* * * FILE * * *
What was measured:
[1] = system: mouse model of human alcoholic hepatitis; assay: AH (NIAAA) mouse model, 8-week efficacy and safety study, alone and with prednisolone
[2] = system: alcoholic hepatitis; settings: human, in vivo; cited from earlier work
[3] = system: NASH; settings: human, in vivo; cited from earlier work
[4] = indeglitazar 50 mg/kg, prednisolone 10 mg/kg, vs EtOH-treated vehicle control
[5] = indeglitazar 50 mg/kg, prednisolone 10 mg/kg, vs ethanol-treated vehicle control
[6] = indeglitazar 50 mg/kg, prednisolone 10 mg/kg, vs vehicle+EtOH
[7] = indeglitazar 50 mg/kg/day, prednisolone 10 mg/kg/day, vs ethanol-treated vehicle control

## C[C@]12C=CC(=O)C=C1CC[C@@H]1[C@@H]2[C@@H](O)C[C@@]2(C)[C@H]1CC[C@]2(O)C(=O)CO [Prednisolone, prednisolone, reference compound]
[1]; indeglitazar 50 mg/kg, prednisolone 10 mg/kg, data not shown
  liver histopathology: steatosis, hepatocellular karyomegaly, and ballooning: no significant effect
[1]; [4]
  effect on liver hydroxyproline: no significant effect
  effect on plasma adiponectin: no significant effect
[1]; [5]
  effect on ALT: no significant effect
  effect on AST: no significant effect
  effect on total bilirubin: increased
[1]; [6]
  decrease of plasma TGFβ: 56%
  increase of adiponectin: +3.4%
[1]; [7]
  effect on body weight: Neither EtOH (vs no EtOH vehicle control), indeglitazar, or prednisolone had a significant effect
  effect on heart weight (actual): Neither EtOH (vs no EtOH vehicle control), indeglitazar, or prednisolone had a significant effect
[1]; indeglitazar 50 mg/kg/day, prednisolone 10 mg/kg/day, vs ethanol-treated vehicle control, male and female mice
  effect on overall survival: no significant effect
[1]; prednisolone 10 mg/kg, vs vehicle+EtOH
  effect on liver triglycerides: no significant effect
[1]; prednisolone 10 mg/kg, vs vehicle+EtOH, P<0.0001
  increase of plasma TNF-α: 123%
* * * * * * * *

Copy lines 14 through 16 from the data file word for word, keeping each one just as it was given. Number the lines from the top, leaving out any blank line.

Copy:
  effect on plasma adiponectin: no significant effect
[1]; [5]
  effect on ALT: no significant effect